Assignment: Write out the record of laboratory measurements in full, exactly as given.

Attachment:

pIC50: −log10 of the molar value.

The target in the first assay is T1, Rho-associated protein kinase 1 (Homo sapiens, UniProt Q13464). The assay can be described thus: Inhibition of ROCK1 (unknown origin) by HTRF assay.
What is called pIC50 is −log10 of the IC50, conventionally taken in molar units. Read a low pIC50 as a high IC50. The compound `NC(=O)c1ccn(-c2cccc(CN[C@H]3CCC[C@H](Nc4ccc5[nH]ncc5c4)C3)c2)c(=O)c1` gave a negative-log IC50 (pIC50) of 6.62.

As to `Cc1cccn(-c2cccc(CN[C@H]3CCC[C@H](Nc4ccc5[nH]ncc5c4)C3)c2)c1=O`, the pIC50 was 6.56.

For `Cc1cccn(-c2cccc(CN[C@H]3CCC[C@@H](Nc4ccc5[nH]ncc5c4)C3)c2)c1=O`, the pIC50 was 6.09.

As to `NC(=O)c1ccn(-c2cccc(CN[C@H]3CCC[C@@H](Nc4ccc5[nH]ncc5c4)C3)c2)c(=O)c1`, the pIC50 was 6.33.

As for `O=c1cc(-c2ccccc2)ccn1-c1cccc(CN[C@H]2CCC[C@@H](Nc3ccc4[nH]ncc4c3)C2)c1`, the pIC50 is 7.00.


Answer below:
pIC50: −log10 of the molar value.

The target in the first assay is T1, Rho-associated protein kinase 1 (Homo sapiens, UniProt Q13464). The assay can be described thus: Inhibition of ROCK1 (unknown origin) by HTRF assay.
What is called pIC50 is −log10 of the IC50, conventionally taken in molar units. Read a low pIC50 as a high IC50. The compound `NC(=O)c1ccn(-c2cccc(CN[C@H]3CCC[C@H](Nc4ccc5[nH]ncc5c4)C3)c2)c(=O)c1` gave a negative-log IC50 (pIC50) of 6.62.

As to `Cc1cccn(-c2cccc(CN[C@H]3CCC[C@H](Nc4ccc5[nH]ncc5c4)C3)c2)c1=O`, the pIC50 was 6.56.

For `Cc1cccn(-c2cccc(CN[C@H]3CCC[C@@H](Nc4ccc5[nH]ncc5c4)C3)c2)c1=O`, the pIC50 was 6.09.

As to `NC(=O)c1ccn(-c2cccc(CN[C@H]3CCC[C@@H](Nc4ccc5[nH]ncc5c4)C3)c2)c(=O)c1`, the pIC50 was 6.33.

As for `O=c1cc(-c2ccccc2)ccn1-c1cccc(CN[C@H]2CCC[C@@H](Nc3ccc4[nH]ncc4c3)C2)c1`, the pIC50 is 7.00.